Collection Development Policy
The collection development policy articulates the principles and guidelines for the development of a Library collection that is relevant, current, and balanced in its support of the teaching and research goals of the University. These guidelines inform the selection, evaluation, acquisition, and maintenance of purchased and licensed library materials.
St. Francis Xavier University is committed to academic excellence in teaching, research, and learning. The University outlines five pillars in its strategic goals and objectives: academic excellence; student experience and opportunity; social responsibility and innovation; equity and inclusion; and sustainability and stewardship. The Angus L. Macdonald Library strives to support the University by providing library resources that reflect the goals of the University. The Library collects materials that support the curricular and research needs of the University’s undergraduate and graduate programs and those of students and faculty.
Collection development is a collaborative process involving librarians and faculty. The primary responsibility for selection and deselection rests with the University Librarian, who is supported in this role by Liaison Librarians who collaborate with faculty.
Librarian Collection Responsibilities
Librarians serve as subject liaisons to academic departments at StFX. In this role, they are responsible for developing familiarity with the curriculums of their programs and with the relevant parts of the collection that serve their subject areas. Librarians also consult with faculty to stay aware of important changes to curriculum or faculty research. Librarians are responsible for developing and maintaining the collection in their subject areas based on their knowledge of the collection, expertise with collection tools and resources, and understanding of the resource needs of the library users. Liaison Librarians select library materials with input from faculty and library representatives in the academic departments.
Faculty Collection Involvement
Each academic department at StFX selects a faculty member as their library representative. All faculty members are encouraged to participate in collection development through consultation with their designated department library representative and/or their subject liaison librarian. This contribution to collection development is valuable for the in-depth knowledge that faculty members have of their specific subject areas and broad discipline, as well as their curriculum and research needs. The subject liaison librarian is the contact person for faculty to voice any questions they may have about the library’s collection and services, or to make suggestions.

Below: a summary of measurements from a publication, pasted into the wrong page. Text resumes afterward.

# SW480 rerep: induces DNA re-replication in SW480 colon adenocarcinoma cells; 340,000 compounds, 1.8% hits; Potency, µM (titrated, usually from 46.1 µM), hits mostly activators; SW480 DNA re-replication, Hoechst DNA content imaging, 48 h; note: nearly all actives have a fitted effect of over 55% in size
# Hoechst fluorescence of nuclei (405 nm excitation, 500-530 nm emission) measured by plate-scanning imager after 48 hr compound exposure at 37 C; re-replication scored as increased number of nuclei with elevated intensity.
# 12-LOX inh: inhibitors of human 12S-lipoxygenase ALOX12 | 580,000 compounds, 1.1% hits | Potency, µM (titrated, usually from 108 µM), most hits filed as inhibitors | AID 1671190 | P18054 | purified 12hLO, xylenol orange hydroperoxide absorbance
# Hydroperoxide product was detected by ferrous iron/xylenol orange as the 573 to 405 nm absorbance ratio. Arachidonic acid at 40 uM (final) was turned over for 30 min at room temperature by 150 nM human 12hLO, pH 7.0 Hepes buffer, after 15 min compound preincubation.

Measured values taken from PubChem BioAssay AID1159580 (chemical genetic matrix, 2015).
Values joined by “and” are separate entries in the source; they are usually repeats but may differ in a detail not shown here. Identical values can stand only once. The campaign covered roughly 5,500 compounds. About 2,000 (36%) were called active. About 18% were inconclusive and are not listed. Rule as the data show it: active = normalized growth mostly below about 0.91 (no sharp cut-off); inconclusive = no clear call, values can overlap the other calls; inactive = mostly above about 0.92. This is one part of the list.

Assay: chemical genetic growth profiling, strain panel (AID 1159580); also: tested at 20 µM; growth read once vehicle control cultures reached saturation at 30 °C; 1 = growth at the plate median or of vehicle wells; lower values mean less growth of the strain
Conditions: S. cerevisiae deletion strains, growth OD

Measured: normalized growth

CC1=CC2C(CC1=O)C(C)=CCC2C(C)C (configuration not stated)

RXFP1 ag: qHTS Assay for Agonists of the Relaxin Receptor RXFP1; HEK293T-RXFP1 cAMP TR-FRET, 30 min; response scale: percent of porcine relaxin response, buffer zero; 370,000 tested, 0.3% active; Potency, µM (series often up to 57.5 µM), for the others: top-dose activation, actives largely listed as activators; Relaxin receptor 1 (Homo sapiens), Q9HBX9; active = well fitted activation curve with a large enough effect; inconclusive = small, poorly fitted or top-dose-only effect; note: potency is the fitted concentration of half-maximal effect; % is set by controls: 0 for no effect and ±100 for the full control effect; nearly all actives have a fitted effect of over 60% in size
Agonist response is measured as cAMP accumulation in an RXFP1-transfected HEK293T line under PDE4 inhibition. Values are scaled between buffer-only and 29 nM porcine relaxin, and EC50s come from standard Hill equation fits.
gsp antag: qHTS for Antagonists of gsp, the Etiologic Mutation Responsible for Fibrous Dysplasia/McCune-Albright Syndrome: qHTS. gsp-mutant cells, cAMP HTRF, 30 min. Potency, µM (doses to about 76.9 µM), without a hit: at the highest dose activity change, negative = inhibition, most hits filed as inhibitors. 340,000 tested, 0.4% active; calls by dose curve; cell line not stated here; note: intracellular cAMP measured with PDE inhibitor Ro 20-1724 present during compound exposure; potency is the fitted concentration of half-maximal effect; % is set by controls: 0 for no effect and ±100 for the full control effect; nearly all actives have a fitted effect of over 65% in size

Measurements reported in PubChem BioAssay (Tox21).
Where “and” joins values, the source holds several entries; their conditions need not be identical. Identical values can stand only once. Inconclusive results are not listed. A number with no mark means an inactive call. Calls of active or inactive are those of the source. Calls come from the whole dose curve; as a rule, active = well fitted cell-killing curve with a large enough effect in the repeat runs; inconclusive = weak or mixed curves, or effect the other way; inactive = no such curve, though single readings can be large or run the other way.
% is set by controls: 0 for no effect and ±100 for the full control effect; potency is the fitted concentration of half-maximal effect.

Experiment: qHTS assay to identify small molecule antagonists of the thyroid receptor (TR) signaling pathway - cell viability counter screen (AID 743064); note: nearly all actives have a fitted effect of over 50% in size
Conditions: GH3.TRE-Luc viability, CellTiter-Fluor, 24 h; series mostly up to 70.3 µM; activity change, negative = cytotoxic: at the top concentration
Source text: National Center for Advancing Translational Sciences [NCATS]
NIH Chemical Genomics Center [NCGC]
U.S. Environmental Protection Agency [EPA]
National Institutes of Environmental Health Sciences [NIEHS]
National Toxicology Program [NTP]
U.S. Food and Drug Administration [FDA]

Resources for the Library’s collection are selected to support and enhance the teaching and research needs of the University, as well as its strategic goals and objectives. The Library’s collection covers all subject areas of instruction at StFX and includes resources on current topics of significance that support strategic goals beyond academic excellence, such as social responsibility and equity and inclusion.
The Library focuses on selecting newly published materials that reflect the needs of the University. Librarians may also make retrospective selections to fill gaps or respond to requests in accordance with the selection guidelines.
The following criteria are considered when purchasing Library resources:
- Relevance to the curriculum
- Relevance to faculty and student research
- Readership level (e.g., undergraduate or graduate)
- Currency of content
- Suitable format
- Cost effectiveness
- Reputation of publisher
- Reputation of author
- Strength of present holdings in same or similar subject
- Demand (as determined by circulation reports and/or ILL requests)
- Space and storage issues
- Accreditation requirements
Electronic is the preferred format for serials, high-use monograph titles, and materials required for distance courses. The Library will consider factors such as currency, ease of access, and cost when determining whether print or electronic materials best support the teaching needs.